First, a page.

County Council Primary: Gunn Running on "Common Sense"
Challenger facing incumbent Bob Call in GOP Primary June 12.
With a life outside of politics, County Council candidate Ken Gunn bases a lot of his campaign on common sense.
The candidate will be challenging incumbent Councilman Bob Call in the June 12 GOP Primary in County Council District 3. No Democrat will be on the ballot in November.
Claiming that Call's voting record is "not taxpayer friendly," Gunn said his message to voters has been focused on four points that directly impact the citizens of Berkeley County.
Providing some swift tax relief to county residents is at the top of the list, according to Gunn. The county can take some revenue from a voter-approved 1-cent sales tax and put it toward residential property tax bills. "That's why people voted for it," Gunn said. The money is currently used for capital spending.
Gunn also wants to see the county's Goose Creek satellite office for the treasurer and the auditor reopened. The county closed the office last year.
Gunn said the $50,000 in manpower savings isn't a good enough argument when you consider how many county residents are now driving up to Moncks Corner to do their business.
"They have to keep the building open, anyway," Gunn said. "Berkeley County is the size of Rhode Island — it's a convenience the county should provide."
Gunn said the County Council needs to be more accountable to voters, making meeting agendas easier to decipher and opening up meetings with public comment periods on any topic so that residents don't have to wait to have their voices heard. He also wants to have meetings broadcast live and pushed back to a later time to provide more input.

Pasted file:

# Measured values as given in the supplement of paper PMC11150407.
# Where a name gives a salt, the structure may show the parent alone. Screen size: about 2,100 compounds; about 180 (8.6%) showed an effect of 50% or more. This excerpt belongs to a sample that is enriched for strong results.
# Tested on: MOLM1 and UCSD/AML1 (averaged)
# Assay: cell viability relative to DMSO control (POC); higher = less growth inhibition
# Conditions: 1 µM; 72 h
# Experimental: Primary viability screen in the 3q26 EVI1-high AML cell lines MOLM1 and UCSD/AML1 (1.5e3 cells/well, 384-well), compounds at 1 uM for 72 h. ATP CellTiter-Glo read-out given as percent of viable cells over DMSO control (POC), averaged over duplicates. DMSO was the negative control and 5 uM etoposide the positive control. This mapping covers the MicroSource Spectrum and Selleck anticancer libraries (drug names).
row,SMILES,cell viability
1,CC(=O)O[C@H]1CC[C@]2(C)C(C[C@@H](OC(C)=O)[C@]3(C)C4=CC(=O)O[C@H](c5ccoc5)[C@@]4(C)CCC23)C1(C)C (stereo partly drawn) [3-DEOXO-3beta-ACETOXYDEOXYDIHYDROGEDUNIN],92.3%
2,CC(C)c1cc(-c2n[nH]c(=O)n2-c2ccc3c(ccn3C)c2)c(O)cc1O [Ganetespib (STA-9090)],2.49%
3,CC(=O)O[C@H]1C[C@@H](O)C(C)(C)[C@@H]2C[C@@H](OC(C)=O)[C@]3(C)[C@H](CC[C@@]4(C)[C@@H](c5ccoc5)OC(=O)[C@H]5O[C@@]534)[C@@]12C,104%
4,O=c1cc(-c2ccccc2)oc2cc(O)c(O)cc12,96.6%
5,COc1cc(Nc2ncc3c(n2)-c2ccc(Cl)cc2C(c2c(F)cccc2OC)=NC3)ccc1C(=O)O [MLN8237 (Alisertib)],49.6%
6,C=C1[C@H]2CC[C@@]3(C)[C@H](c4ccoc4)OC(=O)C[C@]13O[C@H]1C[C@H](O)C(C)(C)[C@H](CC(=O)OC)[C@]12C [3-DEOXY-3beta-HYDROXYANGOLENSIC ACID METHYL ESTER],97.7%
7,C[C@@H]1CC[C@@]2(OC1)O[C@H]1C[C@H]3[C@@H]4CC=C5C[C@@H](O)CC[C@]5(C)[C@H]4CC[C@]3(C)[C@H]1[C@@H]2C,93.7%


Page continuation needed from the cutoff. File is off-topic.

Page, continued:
With fee in lieu of taxes, industries receive a long-term fee agreement as opposed to the year-to-year fluctuations possible in a property tax bill. But Gunn said that also puts the school district at a disadvantage when it isn't including in the fee deal.
"Again, they're taking advantage and using it differently than it was intended," Gunn said, claiming up to $22 million could be going to the district's coffers.
"And the school district is facing a bond referendum in November (for school construction and renovation). I'm a common sense person. When you look at it, it doesn't make sense."
In the end, Gunn said the county should be like managing your own checkbook at home.
"I have not done everything through my life perfectly, but we managed our household to where we are comfortable," he said. "That was by not buying things that we didn't need and managing our funds and our lifestyle correctly."
To learn more about Gunn, visit his website at kengunn.com.
This is the first of two candidate interviews. An interview with incumbent County Councilman Bob Call will be available Tuesday morning.